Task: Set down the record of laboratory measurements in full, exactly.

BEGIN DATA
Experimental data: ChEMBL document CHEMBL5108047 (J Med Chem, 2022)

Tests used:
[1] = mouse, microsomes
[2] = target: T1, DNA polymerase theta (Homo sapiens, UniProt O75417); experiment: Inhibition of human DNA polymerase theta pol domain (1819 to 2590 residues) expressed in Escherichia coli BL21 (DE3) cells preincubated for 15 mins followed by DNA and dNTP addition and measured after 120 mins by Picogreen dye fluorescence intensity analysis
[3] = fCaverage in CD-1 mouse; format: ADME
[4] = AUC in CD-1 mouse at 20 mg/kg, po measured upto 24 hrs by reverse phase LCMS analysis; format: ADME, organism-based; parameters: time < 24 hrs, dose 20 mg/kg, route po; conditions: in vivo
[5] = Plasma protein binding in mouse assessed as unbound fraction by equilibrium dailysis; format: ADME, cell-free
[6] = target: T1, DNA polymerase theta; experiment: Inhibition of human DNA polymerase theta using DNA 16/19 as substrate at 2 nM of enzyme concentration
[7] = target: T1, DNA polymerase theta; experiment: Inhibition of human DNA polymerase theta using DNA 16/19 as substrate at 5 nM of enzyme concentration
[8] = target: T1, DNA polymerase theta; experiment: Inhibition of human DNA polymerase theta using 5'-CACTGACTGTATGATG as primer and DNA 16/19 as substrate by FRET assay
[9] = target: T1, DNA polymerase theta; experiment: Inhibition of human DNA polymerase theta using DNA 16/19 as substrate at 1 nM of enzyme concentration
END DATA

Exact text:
Experimental data: ChEMBL document CHEMBL5108047 (J Med Chem, 2022)

Tests used:
[1] = mouse, microsomes
[2] = target: T1, DNA polymerase theta (Homo sapiens, UniProt O75417); experiment: Inhibition of human DNA polymerase theta pol domain (1819 to 2590 residues) expressed in Escherichia coli BL21 (DE3) cells preincubated for 15 mins followed by DNA and dNTP addition and measured after 120 mins by Picogreen dye fluorescence intensity analysis
[3] = fCaverage in CD-1 mouse; format: ADME
[4] = AUC in CD-1 mouse at 20 mg/kg, po measured upto 24 hrs by reverse phase LCMS analysis; format: ADME, organism-based; parameters: time < 24 hrs, dose 20 mg/kg, route po; conditions: in vivo
[5] = Plasma protein binding in mouse assessed as unbound fraction by equilibrium dailysis; format: ADME, cell-free
[6] = target: T1, DNA polymerase theta; experiment: Inhibition of human DNA polymerase theta using DNA 16/19 as substrate at 2 nM of enzyme concentration
[7] = target: T1, DNA polymerase theta; experiment: Inhibition of human DNA polymerase theta using DNA 16/19 as substrate at 5 nM of enzyme concentration
[8] = target: T1, DNA polymerase theta; experiment: Inhibition of human DNA polymerase theta using 5'-CACTGACTGTATGATG as primer and DNA 16/19 as substrate by FRET assay
[9] = target: T1, DNA polymerase theta; experiment: Inhibition of human DNA polymerase theta using DNA 16/19 as substrate at 1 nM of enzyme concentration